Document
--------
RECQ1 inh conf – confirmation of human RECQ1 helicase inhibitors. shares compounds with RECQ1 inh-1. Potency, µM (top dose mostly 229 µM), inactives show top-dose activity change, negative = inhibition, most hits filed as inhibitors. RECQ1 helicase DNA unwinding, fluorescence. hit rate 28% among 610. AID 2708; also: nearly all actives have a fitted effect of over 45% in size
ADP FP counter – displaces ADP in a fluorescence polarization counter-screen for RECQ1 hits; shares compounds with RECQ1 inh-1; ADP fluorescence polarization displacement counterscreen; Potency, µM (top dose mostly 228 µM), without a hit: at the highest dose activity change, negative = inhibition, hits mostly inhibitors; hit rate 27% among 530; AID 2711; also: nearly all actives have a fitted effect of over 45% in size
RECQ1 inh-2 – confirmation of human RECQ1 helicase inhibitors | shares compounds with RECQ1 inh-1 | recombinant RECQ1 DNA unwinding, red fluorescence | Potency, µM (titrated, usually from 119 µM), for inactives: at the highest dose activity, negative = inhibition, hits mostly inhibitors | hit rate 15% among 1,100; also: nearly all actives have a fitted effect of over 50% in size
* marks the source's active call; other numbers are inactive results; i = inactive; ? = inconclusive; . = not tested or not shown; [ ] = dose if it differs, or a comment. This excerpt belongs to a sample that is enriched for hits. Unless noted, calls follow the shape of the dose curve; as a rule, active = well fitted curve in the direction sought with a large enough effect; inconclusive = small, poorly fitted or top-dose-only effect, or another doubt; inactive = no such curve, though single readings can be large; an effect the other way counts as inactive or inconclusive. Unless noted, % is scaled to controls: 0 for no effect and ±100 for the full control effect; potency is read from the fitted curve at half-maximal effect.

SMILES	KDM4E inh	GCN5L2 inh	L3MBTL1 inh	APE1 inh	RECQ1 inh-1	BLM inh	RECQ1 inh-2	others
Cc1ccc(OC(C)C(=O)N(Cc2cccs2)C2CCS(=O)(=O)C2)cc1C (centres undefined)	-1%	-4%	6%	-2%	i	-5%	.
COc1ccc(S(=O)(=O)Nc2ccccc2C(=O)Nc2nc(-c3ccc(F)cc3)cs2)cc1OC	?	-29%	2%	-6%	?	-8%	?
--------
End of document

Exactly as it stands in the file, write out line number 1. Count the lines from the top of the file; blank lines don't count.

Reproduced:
RECQ1 inh conf – confirmation of human RECQ1 helicase inhibitors. shares compounds with RECQ1 inh-1. Potency, µM (top dose mostly 229 µM), inactives show top-dose activity change, negative = inhibition, most hits filed as inhibitors. RECQ1 helicase DNA unwinding, fluorescence. hit rate 28% among 610. AID 2708; also: nearly all actives have a fitted effect of over 45% in size